And why didn't this film deal with the reason why there were displaced Sudanese in the first place? Because it was the legacy of colonization - by Britain? How many people watch these do-gooder "poor starving Africans" documentaries without any insight into how this situation started, and how powerful, ostensibly "charitable" non-profits are benefiting from the "saving trade" while denying Africans their own particular talents and genius, and thus perpetuating this artificial, Western-created crisis? Anyone who has studied African history can't be comfortable with this film, unfortunately.
April 21, 2010
It is amazing what these men (or boys) went through just to get to where they are today. When the men make it to the United States, it is rather humorous to see how hard the transition is from a Sudanese culture, to all the amenities and the culture of America. Although you will quickly feel bad for laughing. These men should be proud of what they accomplished and how they turned that into positives for their people.
September 4, 2009
The film started with the typical story parroted over and over again in Western media that these people's plight is due to a ?genocide against Blacks? or alternately as an ?Islamic holy-war? against Christians. This film does not challenge those assertions, though there is much more to the situation. In fact, the group who started this whole mess is working to get Israeli influence in the country. Israel has long been using these southern Sudanese rebel fighters to keep the Islamic north busy in order to exploit the region (and to harvest some organs?). But, I guess that wasn't really the focus of the film. The film followed the victims in this internationally created mess, namely the Lost Boys. It showed them living in deplorable conditions in a refugee camp and then followed a few of them when they gained residency in the United States. Both heart-wrenching and funny at times, the culture shock they went through (think Gods Must be Crazy) was amazing to watch. One of the biggest problems one seemed to have is the manner in which Christmas is celebrated in the United States - "What does all this (referring to Christmas trees, lights, Santa Claus, etc) have to do with accepting the birth of Jesus Christ's spirit into your heart?" While there were some very sad aspects of their journey, I do not think the United States has any business inviting these unskilled people over here. Seriously, besides nutso Christians and bleeding-heart liberal humanists, who thinks it a good idea to invite a drastically different culture into the middle of a town - when that drastically different culture has to be taught not to throw trash out their windows or various other niceties which separate those who create the environment from which they originated and their new "home." I was glad to see that they wanted to keep their cultural traditions and fought to keep their youth from slipping into the glorified style of the American Black. They recognized if they were going to survive, they had to unify together, despite being placed in 23 different states. Any group who wishes to protect its identity, its heritage, must do the same or will be lost to the corporate-generated degenerate pop-culture of the time.
May 2, 2009
Wow...those guys are very brave. This follows a few of the Lost Boys of Sudan when they move to America and experience things like electricity, running water, and grocery stores for the first time ever. They have to get used to the culture, and sometimes it's difficult.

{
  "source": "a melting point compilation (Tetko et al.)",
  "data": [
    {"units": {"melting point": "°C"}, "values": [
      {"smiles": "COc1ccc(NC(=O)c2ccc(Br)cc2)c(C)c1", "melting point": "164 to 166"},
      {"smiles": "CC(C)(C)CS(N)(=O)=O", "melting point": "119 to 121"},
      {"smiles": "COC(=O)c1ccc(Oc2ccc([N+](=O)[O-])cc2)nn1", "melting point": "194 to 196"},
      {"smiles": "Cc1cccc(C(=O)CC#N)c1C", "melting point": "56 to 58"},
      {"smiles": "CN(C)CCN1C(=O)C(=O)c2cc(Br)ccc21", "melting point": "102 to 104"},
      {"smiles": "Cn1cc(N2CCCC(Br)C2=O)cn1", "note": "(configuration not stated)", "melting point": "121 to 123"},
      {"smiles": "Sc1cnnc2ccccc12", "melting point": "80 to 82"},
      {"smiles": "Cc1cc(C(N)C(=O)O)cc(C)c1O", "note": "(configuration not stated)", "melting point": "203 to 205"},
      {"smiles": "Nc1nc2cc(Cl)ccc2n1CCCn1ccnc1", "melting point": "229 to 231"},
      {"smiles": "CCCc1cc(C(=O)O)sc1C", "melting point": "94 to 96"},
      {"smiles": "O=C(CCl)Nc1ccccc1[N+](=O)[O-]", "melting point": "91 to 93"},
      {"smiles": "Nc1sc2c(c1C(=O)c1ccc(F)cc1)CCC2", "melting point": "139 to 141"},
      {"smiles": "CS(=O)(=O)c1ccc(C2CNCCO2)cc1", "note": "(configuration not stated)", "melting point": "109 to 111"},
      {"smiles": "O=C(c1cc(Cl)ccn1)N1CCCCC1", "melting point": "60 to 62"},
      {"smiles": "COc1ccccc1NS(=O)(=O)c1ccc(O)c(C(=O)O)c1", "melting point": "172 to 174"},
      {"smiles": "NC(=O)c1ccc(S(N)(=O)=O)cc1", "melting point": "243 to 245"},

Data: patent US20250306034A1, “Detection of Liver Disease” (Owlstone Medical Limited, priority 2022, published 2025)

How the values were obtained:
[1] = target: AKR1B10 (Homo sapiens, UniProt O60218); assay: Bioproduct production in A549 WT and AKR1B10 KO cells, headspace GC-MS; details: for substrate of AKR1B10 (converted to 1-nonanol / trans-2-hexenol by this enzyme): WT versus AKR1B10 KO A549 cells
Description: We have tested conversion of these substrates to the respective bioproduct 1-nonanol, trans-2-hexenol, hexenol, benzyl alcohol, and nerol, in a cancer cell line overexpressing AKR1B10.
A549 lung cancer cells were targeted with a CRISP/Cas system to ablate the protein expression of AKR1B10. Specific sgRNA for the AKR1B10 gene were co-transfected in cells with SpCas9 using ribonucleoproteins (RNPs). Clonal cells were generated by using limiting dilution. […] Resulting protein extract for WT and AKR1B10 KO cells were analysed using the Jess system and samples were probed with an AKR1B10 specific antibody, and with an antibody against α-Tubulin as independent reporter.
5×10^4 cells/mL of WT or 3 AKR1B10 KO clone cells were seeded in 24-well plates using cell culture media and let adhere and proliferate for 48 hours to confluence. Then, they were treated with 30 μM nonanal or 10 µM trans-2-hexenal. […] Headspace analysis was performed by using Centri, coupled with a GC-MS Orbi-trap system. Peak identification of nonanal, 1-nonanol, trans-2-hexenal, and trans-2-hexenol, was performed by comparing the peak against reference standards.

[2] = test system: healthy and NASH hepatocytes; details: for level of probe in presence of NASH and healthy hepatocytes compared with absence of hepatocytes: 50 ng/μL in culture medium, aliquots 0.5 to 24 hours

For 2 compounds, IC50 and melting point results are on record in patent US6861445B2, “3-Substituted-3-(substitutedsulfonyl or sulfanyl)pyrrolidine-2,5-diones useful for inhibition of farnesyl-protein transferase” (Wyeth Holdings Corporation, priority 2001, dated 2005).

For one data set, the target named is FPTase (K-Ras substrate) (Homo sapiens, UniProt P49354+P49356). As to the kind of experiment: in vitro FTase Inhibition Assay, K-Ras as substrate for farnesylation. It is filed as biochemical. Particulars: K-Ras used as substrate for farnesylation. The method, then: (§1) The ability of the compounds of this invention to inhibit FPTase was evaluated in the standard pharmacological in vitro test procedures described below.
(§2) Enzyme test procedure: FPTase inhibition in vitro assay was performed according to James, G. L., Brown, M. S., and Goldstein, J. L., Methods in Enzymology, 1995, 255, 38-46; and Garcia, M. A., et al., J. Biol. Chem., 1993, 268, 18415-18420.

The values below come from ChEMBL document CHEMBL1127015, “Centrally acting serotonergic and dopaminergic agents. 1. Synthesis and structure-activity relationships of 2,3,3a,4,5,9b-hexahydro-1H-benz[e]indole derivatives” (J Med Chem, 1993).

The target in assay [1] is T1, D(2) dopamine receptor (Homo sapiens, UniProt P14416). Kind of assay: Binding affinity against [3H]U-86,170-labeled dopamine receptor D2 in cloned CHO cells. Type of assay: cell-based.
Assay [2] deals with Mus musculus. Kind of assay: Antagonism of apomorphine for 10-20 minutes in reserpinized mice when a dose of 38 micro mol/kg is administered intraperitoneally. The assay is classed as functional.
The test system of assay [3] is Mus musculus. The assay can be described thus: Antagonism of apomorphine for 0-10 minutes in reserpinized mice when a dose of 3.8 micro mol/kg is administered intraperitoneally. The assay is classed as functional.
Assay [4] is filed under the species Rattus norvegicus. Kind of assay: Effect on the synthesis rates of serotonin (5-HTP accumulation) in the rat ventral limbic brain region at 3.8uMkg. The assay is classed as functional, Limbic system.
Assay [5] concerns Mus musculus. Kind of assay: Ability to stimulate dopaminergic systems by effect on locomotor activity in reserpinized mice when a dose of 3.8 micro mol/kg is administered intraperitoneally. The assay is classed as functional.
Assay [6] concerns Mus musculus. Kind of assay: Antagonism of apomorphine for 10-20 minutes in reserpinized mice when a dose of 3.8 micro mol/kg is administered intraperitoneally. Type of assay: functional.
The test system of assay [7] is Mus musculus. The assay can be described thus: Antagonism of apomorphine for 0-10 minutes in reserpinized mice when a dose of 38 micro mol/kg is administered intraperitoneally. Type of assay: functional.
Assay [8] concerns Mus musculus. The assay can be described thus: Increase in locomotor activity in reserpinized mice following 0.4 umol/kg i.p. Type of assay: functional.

October 16, 2008
The fascination lies in their discovery of America. In it they let us see "us" with an outsiders view. The result was dichotomous. America, the land of possibility. America, the land of crippling consumerism.
September 1, 2008
This was a very touching movie. A coworker recommended and I would recommend it as well. Makes you want to get involved and do something about it!
January 7, 2008
Powerful! Wonderfully seamed together. You feel totally pulled into such a unique human experience. And on a side note, it was great for me to see Pittsburgh so frequently used as I was born there. Pretty funny to see the 7-11 (way in the middle of the suburbs) my grandfather used to take me to on a regular basis when I was a kid. A must see.
November 27, 2007
Pretty standard documentary. Most interesting was John Dau's reaction to American style Christmas. What DOES a tree have to do with the birth of Christ??
September 23, 2007
Really well done considering the amount of material covered - from the back-story about how they became refugees to their first experiences in the U.S. Very insightful.
September 8, 2007
I did not know a lot about the "Lost Boys" of Sudan and this movie really openned my eyes. It was a good film to see to learn about the situation that caused the "Lost Boys" and to see the boys struggle to settle in the USA after being offered living arrangments here. Definitely a thought provoking film.
September 2, 2007
i didn't see the begining but from what i saw its a real great story and a real eye opener. shows how they kept hope alive where others would have given up.
June 24, 2007
Think your life sucks because you don't have a date on Friday night? Or you can't afford the tickets to see the latest popular band? Or, you got in a fight with your best friend over something silly and insignificant?
Maybe you need to see this film. It doesn't take long to put everything into perspective. Could you walk a thousand miles across barren land with no food or water or shoes, caring for young children, & burying others while fighting off attacks by wild animals? Could you have done it when you were 13?
This is an educational, inspirational, touching film. Now go call your family and tell them how much you love them!!!